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How to Make Roth IRA Withdrawals Tax- and Penalty-Free

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Updated April 1, 2024

Roth IRAs work in almost the exact opposite fashion of traditional IRAs in terms of the tax and penalty rules surrounding account withdrawals. Money is contributed to a Roth IRA on an after-tax basis. If the contribution requirements are met, then the withdrawals will be tax and penalty free. However, there are important caveats.

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Roth IRA contributions vs. earnings

As with a traditional IRA, Roth IRAs can accept annual contributions. The investments held in the Roth IRA may generate earnings and gains over time.

The annual contribution limits for IRAs in total apply to Roth IRAs. For 2022 and 2023 these contribution limits are:

20232024
Contribution limit under 50 years old
$6,500
$7,000
Catch-up contributions for those 50 or older
$1,000
$1,000

These contribution limits are in total for all types of IRA accounts. For example, for 2024 you could contribute $3,500 each to a traditional IRA and to a Roth IRA if you are under age 50.

In order to be able to contribute to a Roth IRA or any type of IRA you must have earned income from employment or self-employment. You cannot contribute an amount greater than the amount of your earned income for the year. If you earn $5,000 for the year, this is the maximum amount that you can make as total IRA contributions.

Money inside of the Roth IRA, whether the source was direct contributions, money converted for a traditional IRA or money rolled over from a workplace retirement plan like a 401(k), can be invested in things like stocks, bonds, mutual funds, ETFs and other types of investments. Over time the balance in the Roth IRA hopefully will grow due to gains in the value of these investments plus any interest, dividends or capital gains that have been accrued in the account. A tax-efficient financial plan like those created by Playbook can help you with this process. All of the growth in the account is considered earnings.

While the value of your contributions to a Roth IRA can be withdrawn tax-free at any time, the portion of the account pertaining to gains can only be withdrawn without taxes and/or penalties if you are eligible to make qualified withdrawals from your Roth IRA.

The rules surrounding the potential taxes and penalties connecting with a Roth IRA can be complex. You might consider working with a financial advisor knowledgeable in using Roth IRAs.

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Roth IRA income limits

The ability to contribute to a Roth IRA is limited by your income. For the 2023 and 2024 tax years, the income limits based on a taxpayer’s adjusted gross income (AGI) are:

Filing status2023 modified AGI limits2024 modified AGI limitsContribution limits
Married filing jointly and qualifying widow(er)
Less than $218,000
Less than $230,000
No contribution limits
$218,000 to $228,000
$230,000 to $240,000
Reduced, phased out
$228,000 or more
$240,000 or more
No contributions allowed
Single, head of household or married filing separately (if you did not live with your spouse at any point during the year)
Less than $138,000
Less than $146,000
No contribution limits
$138,000 to $153,000
$146,000 to $161,000
Reduced, phased out
$153,000 or more
$161,000 or more
No contributions allowed
Married filing separately (if you lived with your spouse at any point during the year)
Less than $10,000
Less than $10,000
Reduced
$10,000 or more
$10,000 or more
No contributions allowed

The five-year rule

The five-year rule is one of the most important concepts regarding Roth IRAs. The five-year rule is one of the key factors in determining whether a withdrawal from a Roth IRA is qualified, meaning that it is tax and penalty free.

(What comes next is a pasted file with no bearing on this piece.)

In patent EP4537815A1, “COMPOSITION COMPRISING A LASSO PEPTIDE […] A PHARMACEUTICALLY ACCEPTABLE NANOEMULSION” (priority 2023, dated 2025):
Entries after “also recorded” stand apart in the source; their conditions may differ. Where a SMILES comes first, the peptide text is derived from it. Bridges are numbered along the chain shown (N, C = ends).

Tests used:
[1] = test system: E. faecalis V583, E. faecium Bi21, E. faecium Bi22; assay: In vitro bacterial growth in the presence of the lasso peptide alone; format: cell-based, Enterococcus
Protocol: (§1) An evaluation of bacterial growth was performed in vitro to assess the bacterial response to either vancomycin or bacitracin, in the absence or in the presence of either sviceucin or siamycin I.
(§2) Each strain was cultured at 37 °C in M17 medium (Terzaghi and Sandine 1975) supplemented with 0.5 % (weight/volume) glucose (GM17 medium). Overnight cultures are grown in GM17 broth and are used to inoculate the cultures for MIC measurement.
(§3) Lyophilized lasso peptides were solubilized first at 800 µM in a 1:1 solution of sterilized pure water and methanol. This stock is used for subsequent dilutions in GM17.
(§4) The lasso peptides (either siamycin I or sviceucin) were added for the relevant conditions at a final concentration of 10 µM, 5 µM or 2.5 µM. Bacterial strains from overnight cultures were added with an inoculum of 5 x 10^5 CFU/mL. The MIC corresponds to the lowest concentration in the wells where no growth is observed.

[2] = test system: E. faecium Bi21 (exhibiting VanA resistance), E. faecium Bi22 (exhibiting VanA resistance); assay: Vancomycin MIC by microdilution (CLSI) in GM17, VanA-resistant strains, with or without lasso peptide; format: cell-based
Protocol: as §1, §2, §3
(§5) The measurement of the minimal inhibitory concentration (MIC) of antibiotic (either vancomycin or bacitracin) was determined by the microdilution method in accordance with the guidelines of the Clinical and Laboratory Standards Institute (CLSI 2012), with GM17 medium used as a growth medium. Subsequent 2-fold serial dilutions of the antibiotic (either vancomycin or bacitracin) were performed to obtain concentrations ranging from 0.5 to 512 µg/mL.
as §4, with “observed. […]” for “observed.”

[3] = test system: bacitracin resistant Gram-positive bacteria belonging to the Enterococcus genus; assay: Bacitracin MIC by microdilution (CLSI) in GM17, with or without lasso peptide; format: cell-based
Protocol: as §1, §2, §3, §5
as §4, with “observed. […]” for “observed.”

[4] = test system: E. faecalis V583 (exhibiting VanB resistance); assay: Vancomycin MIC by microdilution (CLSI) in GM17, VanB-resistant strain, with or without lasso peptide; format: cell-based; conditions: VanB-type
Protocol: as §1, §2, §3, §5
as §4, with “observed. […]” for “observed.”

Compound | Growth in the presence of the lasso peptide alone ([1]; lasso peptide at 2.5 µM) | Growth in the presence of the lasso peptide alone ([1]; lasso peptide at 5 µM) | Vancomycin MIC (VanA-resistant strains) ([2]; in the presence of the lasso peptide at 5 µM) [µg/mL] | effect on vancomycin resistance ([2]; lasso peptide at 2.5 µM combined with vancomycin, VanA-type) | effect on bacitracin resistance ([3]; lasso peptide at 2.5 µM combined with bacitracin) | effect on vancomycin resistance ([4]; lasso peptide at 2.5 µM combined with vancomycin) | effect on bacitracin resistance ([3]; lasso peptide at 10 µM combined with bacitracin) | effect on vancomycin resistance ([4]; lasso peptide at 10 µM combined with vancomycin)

The five-year rule starts on January 1 of the tax year in which you make your first Roth IRA contribution. Age doesn’t matter in satisfying the five-year rule. If your first contribution is at age 60, then that is when the clock starts on the five-year rule for you.

There is a separate five-year rule for each Roth IRA conversion made. You must wait at least five years from the year in which the conversion was made to be able to take a qualified distribution of the money pertaining to that conversion.

For inherited Roth IRAs, the five-year rule must be satisfied by the original account owner prior to their death. This is critical in the case of Roth IRAs passed on to non-spousal beneficiaries who do not qualify as eligible designated beneficiaries. If the five-year rule was met by the account owner prior to their death, then the beneficiaries of an inherited Roth IRA will be able to withdraw funds tax-free. This is critical with the onset of the Secure Act in 2020.

Qualified distributions

Qualified distributions are taken with no income taxes or penalties. In order to be classified as a qualified distribution, the following requirements must be met according to the IRS.

The five-year rule on the account must be met and the distribution is:

  • Made on or after you reach age 59 ½.
  • Made due to the disability of the account holder.
  • Made to account beneficiaries after the death of the account holder.
  • Meets the requirements under the first home buyer exemption.

Non-qualified distributions

Non-qualified Roth IRA distributions are those that don't meet the IRS requirements for qualified distributions. When making a non-qualified distribution from your Roth IRA you will pay taxes on the portion of the distribution that is allocated to earnings in the account, plus a 10% penalty.

There are exceptions that will allow you to avoid the 10% penalty on non-qualified distributions.

  • Taking the distributions as a series of substantially equal distributions under the rules for this type of distribution.
  • To cover unreimbursed medical expenses in excess of 7.5% of your adjusted gross income.
  • The payment of medical insurance premiums after losing your job.
  • If the distribution is for the purpose of paying an IRS levy.
  • Distributions in connection with qualified service as an armed forces reservist.